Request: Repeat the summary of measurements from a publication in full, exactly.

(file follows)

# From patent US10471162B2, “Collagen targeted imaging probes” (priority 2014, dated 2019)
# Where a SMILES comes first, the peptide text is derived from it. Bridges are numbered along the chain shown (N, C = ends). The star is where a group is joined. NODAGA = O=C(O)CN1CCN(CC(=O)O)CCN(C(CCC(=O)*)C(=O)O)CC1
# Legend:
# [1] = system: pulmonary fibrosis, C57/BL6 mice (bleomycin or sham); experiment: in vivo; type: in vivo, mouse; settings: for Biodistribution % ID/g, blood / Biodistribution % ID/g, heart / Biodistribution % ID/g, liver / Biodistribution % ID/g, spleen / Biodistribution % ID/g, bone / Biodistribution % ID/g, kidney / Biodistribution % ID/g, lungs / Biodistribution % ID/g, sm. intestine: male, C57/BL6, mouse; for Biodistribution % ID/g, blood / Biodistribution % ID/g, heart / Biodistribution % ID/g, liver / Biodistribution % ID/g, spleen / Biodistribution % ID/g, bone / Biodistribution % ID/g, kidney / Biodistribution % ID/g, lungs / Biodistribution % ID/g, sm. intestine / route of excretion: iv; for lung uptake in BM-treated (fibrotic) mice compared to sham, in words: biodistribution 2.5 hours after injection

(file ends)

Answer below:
# From patent US10471162B2, “Collagen targeted imaging probes” (priority 2014, dated 2019)
# Where a SMILES comes first, the peptide text is derived from it. Bridges are numbered along the chain shown (N, C = ends). The star is where a group is joined. NODAGA = O=C(O)CN1CCN(CC(=O)O)CCN(C(CCC(=O)*)C(=O)O)CC1
# Legend:
# [1] = system: pulmonary fibrosis, C57/BL6 mice (bleomycin or sham); experiment: in vivo; type: in vivo, mouse; settings: for Biodistribution % ID/g, blood / Biodistribution % ID/g, heart / Biodistribution % ID/g, liver / Biodistribution % ID/g, spleen / Biodistribution % ID/g, bone / Biodistribution % ID/g, kidney / Biodistribution % ID/g, lungs / Biodistribution % ID/g, sm. intestine: male, C57/BL6, mouse; for Biodistribution % ID/g, blood / Biodistribution % ID/g, heart / Biodistribution % ID/g, liver / Biodistribution % ID/g, spleen / Biodistribution % ID/g, bone / Biodistribution % ID/g, kidney / Biodistribution % ID/g, lungs / Biodistribution % ID/g, sm. intestine / route of excretion: iv; for lung uptake in BM-treated (fibrotic) mice compared to sham, in words: biodistribution 2.5 hours after injection